Paolo Bacigalupi's remarkable debut novel The Windup Girl won the Nebula Award and tied for the Hugo award, so of course, I knew that his first young adult novel, Ship Breaker, would be great. And it was. But what I wasn't prepared for was how different Bacigalupi's young adult fiction would be from his adult work.
Ship Breaker is set in a degraded, post-peak-oil world where the drowned coastlines are littered with the smashed wrecks of old sea-freighters, all acrawl with desperately poor "ship breakers" — scavengers who get paid a starvation wage to extract the steel, copper, and oil reserves from the hulks of the old world. Nailer is a young boy, 14 or 15, on a "light duty" crew, and he's skinny enough to eel his way into the ducts of the ships and tear loose the copper wire; if he gets enough out to make quota, his crew eats. If not, they risk being fired, and turned loose to sell their bodies (or parts of them — kidneys and eggs and eyes), beg, or steal.
Even for a light duty scavenger, Nailer has it hard; his drunken, amphetamine addled father has grown more and more vicious since the day his mother died, and is so brutal that he even beats Nailer after he is badly injured (and nearly killed) in a mishap on one of the freighters. But still, Nailer rescues him when a "city killer" storm sweeps the Gulf Coast, finding a sympathetic adult to carry his unconscious, amphetamine-drained father to high ground, because despite it all, Nailer is fundamentally good.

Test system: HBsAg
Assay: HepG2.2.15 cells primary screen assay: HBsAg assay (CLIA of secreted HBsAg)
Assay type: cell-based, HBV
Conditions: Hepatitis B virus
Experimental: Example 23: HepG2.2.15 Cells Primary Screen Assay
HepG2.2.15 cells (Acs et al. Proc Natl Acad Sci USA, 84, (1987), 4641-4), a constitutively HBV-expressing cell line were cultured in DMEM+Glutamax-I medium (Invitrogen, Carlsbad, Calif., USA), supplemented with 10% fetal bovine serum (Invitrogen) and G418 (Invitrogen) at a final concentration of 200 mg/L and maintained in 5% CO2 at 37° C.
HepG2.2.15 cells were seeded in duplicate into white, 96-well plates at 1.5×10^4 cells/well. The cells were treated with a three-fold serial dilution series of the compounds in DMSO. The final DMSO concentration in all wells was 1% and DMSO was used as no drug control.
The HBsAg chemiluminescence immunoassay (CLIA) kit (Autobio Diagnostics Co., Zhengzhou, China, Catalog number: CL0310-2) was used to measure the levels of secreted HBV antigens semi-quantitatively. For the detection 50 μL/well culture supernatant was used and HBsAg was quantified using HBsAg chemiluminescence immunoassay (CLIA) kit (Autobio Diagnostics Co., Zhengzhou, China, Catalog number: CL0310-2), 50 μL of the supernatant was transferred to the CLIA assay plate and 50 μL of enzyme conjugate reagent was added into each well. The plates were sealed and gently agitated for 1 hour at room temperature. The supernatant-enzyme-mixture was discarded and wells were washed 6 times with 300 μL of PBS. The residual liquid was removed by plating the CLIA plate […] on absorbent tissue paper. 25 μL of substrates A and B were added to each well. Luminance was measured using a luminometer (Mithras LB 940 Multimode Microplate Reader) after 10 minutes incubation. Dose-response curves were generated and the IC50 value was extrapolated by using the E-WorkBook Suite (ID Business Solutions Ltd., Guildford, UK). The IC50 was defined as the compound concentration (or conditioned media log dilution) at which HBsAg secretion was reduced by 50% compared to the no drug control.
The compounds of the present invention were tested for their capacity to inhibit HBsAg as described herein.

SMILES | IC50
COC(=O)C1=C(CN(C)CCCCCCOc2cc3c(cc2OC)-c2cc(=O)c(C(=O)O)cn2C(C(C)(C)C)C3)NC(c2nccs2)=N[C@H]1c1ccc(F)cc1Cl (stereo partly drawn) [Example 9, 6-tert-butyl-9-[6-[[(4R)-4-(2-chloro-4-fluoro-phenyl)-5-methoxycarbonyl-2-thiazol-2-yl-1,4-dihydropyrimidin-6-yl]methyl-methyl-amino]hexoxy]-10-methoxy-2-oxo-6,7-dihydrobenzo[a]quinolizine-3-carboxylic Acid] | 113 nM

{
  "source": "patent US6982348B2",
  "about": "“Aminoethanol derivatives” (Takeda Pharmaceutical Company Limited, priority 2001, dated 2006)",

And that's why Nailer rescues the young aristocratic girl he finds in the wreckage of a high-tech schooner that is wrecked in the storm, and how he finds himself embroiled in a quest to rescue her and take her away from the coast, up to Orleans, to help change the destiny of one of the great corporate empires that live on the blood and rust of Nailer and his people.
Ship Breaker and Windup Girl share the same post-peak-oil, corporate-kleptocratic setting, but the similarity stops there. Where Windup Girl was dense and lavish, Ship Breaker is lean and fast-moving, the description spare and precise, whittled down to the bones. Where Windup Girl's plot meandered around on a tour of the beautifully realized imaginary world it described, Ship Breaker moves like it was fired out of a cannon, blurring past with tight, fast pacing (I read the whole book in two sittings).
But like Windup Girl, Ship Breaker is very, very good. Bacigalupi's starting to remind me of one of my favorite authors, Kathe Koja, whose adult work is every bit as elaborated and lush, and whose YA is every bit as spare and clean (Koja's split the difference in her latest book, the very highly recommended dark erotic war-novel Under the Poppy).